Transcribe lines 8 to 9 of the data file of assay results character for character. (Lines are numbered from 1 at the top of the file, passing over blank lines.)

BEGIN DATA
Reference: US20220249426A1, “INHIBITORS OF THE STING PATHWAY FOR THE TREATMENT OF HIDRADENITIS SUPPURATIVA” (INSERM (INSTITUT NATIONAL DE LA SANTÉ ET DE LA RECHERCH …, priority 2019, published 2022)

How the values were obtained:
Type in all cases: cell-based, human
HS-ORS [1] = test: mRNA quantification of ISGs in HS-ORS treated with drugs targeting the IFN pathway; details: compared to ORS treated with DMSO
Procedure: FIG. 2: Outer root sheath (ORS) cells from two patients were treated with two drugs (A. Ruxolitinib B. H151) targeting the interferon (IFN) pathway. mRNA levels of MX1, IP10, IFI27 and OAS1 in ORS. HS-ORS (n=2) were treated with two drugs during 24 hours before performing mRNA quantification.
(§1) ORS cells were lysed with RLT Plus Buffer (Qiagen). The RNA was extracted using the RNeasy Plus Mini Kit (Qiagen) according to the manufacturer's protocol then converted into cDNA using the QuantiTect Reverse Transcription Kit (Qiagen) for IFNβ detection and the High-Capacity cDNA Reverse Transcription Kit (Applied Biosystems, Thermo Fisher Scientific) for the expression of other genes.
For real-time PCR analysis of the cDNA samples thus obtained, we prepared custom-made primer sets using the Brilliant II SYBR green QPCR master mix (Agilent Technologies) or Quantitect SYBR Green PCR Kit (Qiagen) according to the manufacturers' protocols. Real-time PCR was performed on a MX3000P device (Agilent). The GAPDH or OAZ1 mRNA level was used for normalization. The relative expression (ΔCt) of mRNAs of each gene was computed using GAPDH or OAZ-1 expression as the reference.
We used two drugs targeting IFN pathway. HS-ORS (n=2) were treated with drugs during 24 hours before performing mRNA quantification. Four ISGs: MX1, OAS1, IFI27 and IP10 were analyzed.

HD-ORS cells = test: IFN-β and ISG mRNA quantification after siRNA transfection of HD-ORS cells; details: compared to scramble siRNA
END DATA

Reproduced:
We used two drugs targeting IFN pathway. HS-ORS (n=2) were treated with drugs during 24 hours before performing mRNA quantification. Four ISGs: MX1, OAS1, IFI27 and IP10 were analyzed.

HD-ORS cells = test: IFN-β and ISG mRNA quantification after siRNA transfection of HD-ORS cells; details: compared to scramble siRNA